Sebastian Jung: It’s not about me
In his first exhibition at Sperling, Sebastian Jung presents photography, sculpture and works on paper dedicated to self-perception in the digital age. He combines found imagery extracted from popular social-media, such as Snapchat or Facebook, with everyday impressions and situations from his immediate surroundings captured by mobile phone and subsequently transfers these into their respective medium. Jung's interdisciplinary approach is primarily based on his subtle talent of perception and acts as the basis to his artistic work. Equipped with irony and relentless self-critique 'It's not about me' deals with the individuation 'profile' pressure inherent in social media and its resulting omnipresent staging of the desired self-image.
This deeply narcissistic act of permanently seeking recognition, which artists have always attributed to themselves and which is now widely accepted behavior, mirrors today's society. Only now the individual must find a way of positioning him or herself within it. What happens to a society where the individual solely revolves around itself? Where not 15 minutes but 15 seconds of fame is an ambition? Fear and desires are fueled. This, Jung unveils in an ironic stance, positioning himself at the centre of attention, not as a strong nor confident, but sensitive and vulnerable kind of individual. This is all obviously not just about Sebastian Jung, it is a more intense and reflected examination of society and its social norms and is an attempt at mirroring the view of the onlooker. The work is therefore at first glance light-hearted, but on closer inspection entails a healthy sense of melancholia.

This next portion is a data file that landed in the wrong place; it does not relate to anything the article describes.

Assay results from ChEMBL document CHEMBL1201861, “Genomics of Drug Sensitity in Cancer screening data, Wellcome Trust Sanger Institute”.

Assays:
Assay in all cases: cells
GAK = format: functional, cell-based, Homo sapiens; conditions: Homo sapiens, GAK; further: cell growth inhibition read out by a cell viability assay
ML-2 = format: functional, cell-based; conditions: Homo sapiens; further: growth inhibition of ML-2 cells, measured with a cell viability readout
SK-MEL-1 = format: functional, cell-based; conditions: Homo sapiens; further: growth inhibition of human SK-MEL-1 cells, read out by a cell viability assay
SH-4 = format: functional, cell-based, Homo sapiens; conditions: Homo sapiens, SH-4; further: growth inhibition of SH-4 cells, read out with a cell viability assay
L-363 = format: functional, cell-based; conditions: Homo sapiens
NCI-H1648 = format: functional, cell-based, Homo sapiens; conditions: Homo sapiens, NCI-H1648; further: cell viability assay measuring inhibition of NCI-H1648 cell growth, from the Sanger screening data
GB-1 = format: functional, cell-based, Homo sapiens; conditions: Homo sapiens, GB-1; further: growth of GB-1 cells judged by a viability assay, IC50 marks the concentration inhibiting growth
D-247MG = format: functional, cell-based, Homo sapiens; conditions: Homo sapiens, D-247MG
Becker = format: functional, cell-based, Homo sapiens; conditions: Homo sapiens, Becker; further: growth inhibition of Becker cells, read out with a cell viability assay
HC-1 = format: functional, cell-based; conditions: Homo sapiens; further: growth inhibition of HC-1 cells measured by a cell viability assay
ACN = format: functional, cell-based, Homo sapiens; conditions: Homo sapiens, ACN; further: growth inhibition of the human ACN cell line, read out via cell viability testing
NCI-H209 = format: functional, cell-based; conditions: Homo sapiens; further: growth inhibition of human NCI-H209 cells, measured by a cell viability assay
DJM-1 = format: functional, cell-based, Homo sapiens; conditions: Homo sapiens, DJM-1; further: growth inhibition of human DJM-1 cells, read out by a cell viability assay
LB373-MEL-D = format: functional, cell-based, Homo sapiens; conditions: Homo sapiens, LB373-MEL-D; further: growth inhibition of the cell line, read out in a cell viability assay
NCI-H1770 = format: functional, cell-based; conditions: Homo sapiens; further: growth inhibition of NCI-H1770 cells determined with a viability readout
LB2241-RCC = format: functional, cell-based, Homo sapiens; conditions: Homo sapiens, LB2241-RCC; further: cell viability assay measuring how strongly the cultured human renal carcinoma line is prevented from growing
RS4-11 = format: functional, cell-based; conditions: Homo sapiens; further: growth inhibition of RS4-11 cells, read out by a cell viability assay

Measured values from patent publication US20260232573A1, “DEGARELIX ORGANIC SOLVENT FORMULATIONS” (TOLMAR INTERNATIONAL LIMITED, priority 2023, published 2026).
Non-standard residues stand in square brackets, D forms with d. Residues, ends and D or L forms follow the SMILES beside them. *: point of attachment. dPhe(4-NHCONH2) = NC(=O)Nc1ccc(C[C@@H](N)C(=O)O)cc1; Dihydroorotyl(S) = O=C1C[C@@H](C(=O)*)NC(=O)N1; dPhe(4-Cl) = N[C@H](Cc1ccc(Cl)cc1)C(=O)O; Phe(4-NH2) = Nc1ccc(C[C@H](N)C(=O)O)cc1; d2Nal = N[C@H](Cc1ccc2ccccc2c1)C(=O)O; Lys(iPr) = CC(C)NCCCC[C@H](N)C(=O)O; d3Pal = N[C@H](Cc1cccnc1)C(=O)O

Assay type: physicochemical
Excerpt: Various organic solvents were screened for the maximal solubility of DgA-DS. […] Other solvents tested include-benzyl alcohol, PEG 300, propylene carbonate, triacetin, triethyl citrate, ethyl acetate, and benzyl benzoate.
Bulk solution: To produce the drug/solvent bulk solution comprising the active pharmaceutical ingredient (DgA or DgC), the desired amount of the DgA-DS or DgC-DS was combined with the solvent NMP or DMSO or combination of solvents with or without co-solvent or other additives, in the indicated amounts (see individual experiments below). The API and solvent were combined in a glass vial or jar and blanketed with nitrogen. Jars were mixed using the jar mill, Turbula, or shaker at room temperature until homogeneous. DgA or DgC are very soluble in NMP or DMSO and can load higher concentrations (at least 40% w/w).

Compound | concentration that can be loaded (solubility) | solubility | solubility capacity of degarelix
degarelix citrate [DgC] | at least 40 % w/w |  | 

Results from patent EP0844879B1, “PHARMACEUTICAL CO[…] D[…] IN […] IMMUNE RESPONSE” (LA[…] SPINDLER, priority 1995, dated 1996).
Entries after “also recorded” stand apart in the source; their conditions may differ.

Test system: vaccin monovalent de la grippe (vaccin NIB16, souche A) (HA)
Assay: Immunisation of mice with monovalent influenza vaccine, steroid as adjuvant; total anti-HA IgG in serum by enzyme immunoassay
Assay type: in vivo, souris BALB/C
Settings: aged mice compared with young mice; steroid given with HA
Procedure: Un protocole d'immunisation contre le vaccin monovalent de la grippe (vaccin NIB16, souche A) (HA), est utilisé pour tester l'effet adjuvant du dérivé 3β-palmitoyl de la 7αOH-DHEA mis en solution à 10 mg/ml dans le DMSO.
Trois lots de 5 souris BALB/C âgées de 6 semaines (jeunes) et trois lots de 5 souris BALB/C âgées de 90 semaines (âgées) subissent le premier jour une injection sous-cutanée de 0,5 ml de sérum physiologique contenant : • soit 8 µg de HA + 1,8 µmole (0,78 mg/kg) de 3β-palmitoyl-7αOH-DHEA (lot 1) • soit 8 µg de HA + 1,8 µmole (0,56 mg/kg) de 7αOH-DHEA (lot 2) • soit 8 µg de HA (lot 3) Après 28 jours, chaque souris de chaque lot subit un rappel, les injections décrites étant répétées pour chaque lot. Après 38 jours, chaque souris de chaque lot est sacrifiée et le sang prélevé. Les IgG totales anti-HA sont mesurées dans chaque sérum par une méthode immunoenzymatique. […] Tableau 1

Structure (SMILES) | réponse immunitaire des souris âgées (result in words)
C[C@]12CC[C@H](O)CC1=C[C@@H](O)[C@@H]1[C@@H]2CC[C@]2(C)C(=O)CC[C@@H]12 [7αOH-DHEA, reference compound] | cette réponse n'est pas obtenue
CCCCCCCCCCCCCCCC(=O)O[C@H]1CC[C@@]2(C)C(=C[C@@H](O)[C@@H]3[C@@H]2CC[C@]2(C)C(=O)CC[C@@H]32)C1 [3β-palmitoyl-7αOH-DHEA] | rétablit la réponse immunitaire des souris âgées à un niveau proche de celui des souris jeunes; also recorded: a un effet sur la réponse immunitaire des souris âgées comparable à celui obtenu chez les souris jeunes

For this exhibition, Jung approaches this topic from different perspectives and combines different media in a set of series. Delicate drawings dominated by starkly-reduced lines hang alongside expressive caricature-like watercolors. His photographs are fleeting mobile-phone photography, whose slightly blurred and optically-faulty aesthetic underlines the scurrility of the moment and the act in itself. Through the addition of emojis and short text-excerpts the mimicry of social-media communication becomes clearly visible.
Sebastian Jung, *1987, studied art and design at the Bauhaus University in Weimar. His work has recently been exhibited at the Kunstsammlung Jena, Kunstverein Jena, the nGbK (neue Gesellschaft für bildende Kunst ) in Berlin and at the Imaginata Jena. In 2017 the Munich Stadtmuseum will be showing works from the series 'Winzerla - Kunst als Spurensuche im Schatten der NSU', accompanied by a catalogue published by Kerber Verlag. Sebastian lives and works in Jena.